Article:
By Prudence Minayo
Kenya produces unique coffee with a rich taste. Despite this fact, Kenyan farmers struggle to market their coffee and some cannot even afford to buy the coffee once it is processed. Margaret Nyamumbo started Kahawa 1893 with the aim of promoting Kenyan and East African coffee.
Her goal is also to help women who toil in coffee farms but still struggle to make ends meet. Her company, Kahawa 1893 was founded in 2017 and has grown into an international brand that sells coffee sourced from different places across East Africa. The company is named 1893 as an ode to the year coffee began to be grown in the forest of Ethiopia.
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Here is her story as told by WoK.
Nyamumbo grew up in her grandfather’s coffee farm in Kisii. Her earliest memories consist of helping her mother pick the berries. During the colonial period, Africans were not allowed to grow coffee. Nyamumbo’s grandfather was among the first native farmers in Kenya to be allowed to grow coffee.
When she got a scholarship to study in the United States, her family could not fully afford to send her there. Hence, the villagers came together and through a harambee managed to raise money to send her abroad. She arrived in the US with $200 and started both school and work.
After graduating from Harvard Business School with her MBA, she took up employment in the corporate world. She worked as a consultant at World Bank in Kenya and at Wall Street. When she was moving around New York in the weekend, she struggled to find Kenyan coffee in shops.
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The entrepreneur was surprised to find Kenyan coffee not represented yet farmers in the country struggle to find market for their coffee. The World Bank job also enabled her to understand the inner workings of the agribusiness sector. This imprinted in her the desire to assist women who grow coffee and reduce unfairness in the supply chain.
Kahawa 1893 has grown and today has annual sales of US$1 million. Their focus is not just to market coffee from Africa but to empower women working in the sector.
She realized that while women constituted 90% of the workforce in coffee farms, they hardly made enough. Hence, she started a company to help such women by ensuring they are richly rewarded for their efforts. In a past interview with an international daily, she said she wanted to put women in a position of power.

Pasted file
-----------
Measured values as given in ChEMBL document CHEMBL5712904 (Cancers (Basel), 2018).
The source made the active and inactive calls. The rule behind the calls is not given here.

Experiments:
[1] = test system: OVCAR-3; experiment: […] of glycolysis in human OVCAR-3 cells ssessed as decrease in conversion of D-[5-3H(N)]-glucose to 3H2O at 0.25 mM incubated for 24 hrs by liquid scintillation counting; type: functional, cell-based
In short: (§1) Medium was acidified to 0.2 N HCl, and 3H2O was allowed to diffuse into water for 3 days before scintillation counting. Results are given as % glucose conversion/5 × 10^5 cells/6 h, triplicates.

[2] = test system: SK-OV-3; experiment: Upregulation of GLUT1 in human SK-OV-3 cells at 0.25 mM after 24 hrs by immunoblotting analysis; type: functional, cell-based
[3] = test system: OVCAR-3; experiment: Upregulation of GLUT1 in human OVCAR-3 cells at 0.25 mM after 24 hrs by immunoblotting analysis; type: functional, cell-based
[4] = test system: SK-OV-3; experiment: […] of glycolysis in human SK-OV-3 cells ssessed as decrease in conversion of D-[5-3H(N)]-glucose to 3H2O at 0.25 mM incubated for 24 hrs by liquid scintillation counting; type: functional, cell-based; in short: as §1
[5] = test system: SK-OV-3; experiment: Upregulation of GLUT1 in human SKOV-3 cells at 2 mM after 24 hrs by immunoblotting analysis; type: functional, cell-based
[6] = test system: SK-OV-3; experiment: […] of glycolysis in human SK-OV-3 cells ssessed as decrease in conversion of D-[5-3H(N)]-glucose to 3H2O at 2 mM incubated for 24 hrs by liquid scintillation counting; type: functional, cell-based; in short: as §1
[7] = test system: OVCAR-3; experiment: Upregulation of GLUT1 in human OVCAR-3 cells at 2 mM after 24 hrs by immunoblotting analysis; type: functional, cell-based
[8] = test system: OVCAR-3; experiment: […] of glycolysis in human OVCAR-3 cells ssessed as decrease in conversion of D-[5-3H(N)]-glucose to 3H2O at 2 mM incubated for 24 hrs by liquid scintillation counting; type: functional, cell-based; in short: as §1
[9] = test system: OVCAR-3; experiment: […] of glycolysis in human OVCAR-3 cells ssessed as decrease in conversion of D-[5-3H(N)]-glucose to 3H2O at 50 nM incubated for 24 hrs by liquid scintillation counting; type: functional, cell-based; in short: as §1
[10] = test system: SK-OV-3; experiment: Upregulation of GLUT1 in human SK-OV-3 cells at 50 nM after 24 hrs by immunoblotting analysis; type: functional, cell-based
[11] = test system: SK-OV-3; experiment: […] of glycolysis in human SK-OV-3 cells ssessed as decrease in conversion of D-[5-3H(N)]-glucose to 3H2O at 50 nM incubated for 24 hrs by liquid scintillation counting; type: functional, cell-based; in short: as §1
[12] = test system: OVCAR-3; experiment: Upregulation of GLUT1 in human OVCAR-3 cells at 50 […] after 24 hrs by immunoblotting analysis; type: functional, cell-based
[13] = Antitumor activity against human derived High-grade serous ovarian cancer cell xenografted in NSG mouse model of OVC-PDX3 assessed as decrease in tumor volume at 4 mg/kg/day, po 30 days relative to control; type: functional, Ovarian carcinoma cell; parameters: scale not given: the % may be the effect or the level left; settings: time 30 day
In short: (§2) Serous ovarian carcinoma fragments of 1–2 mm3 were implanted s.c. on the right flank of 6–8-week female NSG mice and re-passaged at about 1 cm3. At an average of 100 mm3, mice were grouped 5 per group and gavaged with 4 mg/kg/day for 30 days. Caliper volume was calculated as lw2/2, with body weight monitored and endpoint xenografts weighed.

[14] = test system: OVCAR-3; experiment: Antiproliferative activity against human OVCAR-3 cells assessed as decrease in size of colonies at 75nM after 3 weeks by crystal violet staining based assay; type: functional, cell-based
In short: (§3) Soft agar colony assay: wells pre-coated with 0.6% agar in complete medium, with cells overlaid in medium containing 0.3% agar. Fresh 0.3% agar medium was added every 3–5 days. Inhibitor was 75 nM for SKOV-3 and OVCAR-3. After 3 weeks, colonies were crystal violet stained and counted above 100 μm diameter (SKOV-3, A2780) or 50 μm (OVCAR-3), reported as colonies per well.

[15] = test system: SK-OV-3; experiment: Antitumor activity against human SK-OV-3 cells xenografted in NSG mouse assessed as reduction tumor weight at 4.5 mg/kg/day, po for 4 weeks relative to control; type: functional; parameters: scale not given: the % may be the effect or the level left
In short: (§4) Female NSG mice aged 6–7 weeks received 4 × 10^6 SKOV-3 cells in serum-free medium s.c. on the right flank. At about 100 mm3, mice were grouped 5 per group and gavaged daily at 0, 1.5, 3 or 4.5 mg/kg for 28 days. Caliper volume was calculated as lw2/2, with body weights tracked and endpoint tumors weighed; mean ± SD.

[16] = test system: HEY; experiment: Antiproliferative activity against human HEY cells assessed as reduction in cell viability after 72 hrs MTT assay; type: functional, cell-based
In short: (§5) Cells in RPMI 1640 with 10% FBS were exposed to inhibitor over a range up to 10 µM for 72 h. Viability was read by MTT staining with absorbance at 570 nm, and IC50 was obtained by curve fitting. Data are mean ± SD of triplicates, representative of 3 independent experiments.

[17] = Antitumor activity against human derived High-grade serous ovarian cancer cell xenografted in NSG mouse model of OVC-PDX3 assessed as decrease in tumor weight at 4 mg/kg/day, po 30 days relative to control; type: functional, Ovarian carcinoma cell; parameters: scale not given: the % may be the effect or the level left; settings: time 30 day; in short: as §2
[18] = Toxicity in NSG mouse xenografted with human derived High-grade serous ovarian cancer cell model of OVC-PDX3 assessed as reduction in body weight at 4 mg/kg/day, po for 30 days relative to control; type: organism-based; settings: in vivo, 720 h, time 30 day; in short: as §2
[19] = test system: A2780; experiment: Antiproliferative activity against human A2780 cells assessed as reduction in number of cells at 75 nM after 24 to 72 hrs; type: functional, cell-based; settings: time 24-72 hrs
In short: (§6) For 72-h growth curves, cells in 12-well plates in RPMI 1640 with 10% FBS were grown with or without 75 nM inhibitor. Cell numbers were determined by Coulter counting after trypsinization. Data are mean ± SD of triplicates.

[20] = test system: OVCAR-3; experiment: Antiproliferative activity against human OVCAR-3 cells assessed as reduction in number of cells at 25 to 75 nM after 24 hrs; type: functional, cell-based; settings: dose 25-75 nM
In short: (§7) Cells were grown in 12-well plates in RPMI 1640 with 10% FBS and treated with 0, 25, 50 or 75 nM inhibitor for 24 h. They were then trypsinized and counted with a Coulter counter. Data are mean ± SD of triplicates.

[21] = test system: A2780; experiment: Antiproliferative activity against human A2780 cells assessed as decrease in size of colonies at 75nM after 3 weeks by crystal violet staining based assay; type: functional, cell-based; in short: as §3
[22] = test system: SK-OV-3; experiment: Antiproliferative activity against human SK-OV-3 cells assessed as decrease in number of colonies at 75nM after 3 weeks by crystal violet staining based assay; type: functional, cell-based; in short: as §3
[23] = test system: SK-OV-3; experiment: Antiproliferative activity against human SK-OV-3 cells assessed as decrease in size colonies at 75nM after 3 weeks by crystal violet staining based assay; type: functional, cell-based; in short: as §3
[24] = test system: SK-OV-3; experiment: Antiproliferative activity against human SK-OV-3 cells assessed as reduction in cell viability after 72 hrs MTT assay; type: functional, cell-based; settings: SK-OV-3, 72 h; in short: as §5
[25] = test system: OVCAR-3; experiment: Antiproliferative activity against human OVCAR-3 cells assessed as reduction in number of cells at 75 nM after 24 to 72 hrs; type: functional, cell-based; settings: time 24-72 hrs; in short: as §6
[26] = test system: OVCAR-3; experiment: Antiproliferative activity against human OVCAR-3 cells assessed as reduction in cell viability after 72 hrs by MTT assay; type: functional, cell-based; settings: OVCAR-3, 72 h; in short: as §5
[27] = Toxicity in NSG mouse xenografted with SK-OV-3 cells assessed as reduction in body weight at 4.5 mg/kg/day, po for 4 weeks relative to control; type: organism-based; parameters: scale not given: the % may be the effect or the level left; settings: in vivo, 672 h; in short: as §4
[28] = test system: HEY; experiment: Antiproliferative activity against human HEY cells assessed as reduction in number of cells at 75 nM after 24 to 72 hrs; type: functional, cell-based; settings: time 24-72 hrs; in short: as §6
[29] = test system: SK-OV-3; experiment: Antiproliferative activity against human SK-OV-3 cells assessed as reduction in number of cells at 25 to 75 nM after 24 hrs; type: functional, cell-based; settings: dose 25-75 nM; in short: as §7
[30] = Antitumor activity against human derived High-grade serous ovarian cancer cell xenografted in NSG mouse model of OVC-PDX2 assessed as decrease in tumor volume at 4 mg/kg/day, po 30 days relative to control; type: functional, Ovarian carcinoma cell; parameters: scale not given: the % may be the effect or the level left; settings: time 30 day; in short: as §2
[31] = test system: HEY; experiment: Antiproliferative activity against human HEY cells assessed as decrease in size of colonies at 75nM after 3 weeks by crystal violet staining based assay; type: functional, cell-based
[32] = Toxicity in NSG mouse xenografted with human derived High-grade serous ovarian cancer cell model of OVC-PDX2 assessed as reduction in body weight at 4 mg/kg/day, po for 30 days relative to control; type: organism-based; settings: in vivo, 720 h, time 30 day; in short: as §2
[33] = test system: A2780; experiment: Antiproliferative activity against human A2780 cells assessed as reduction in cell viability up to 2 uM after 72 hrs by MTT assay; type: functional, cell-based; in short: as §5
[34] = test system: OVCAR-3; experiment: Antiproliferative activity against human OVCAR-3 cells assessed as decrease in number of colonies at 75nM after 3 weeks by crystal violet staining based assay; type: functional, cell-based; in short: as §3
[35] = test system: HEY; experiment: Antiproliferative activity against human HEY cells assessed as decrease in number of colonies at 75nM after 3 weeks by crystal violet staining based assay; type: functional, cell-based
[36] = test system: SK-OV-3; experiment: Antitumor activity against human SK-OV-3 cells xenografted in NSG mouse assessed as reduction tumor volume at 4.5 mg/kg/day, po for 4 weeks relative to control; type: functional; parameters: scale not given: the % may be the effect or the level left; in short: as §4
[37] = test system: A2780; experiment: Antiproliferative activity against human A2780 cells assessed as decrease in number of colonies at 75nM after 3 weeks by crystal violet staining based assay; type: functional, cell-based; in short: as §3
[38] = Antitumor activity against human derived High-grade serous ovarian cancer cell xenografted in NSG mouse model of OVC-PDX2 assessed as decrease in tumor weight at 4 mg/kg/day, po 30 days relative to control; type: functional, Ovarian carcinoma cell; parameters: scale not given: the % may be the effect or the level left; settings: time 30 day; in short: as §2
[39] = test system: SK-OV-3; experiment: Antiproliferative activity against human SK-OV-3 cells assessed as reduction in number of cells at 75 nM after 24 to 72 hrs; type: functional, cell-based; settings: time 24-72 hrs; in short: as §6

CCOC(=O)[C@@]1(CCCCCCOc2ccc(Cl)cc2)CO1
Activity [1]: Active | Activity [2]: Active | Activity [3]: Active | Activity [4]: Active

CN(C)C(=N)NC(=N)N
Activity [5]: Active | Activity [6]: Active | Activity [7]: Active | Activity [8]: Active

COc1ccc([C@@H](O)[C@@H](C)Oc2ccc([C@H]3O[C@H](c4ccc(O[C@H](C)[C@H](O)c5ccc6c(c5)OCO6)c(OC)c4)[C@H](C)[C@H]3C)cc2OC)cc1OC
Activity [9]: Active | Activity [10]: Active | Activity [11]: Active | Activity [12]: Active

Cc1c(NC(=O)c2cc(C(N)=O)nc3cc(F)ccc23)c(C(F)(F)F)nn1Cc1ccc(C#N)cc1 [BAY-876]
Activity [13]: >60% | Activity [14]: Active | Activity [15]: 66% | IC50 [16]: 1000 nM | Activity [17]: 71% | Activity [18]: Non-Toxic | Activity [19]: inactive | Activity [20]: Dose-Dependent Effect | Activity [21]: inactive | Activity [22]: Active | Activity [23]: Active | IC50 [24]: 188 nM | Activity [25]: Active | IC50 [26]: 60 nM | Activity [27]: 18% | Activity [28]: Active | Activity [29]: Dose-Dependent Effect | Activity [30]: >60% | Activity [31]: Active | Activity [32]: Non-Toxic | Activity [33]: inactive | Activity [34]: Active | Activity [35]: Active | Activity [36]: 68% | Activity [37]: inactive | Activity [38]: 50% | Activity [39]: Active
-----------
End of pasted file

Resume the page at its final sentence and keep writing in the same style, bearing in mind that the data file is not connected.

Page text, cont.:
“Poverty leaves you in a state of not planning for tomorrow, you are constantly surging,” she said.
The company, therefore, donates a percentage of its profits to a women’s fund. They also allow customers to contribute by creating a system that allows them to directly tip farmers. Kahawa 1983 then matches the donations before they are distributed among women groups. The tips can be made by either cash or crypto currency.
For her, coffee is also a way of expressing her roots. She says there is nothing like the Kenyan coffee and through her company she tells its unique story.
“When it comes to the coffee industry, Kenyan coffee is the crown jewel. And, of course, there’s the history of coffee and how it was originally grown and developed in Africa — and migrated to South America — and how I wanted to pay homage to that history. Most important, though, I wanted people to experience the full beauty of Kenyan coffee — its uniqueness derived from the soil, which gives it its flavor, acidity, and sweetness,” she told Afro Tech.
In 2021, she made history when Kahawa 1893 became the first black-owned coffee brand to be stocked at Trader Joe’s in the United States. They also stock Kahawa 1893 at retail giant, Target.
The entrepreneur’s journey has not always been smooth sailing. At times, she would attend meetings and people would assume she is either a barrister or farmer. Others also told her to sell the company so that it can be marketed by other people
Luckily, she was able to connect with a mentor who had been in the business for more than two decades. He taught her a lot and helped to instil in her the confidence to succeed. She also borrowed from the connections she made at Harvard, Wall Street and World Bank
Recently, she was a featured entrepreneur on Shark Tank USA. She offered 5% stake in her company for $350,000. She received offers from four of the five sharks. After a lot of back and forth, she accepted an offer from Emma Grede for $350,000 for 8% stake in her company.
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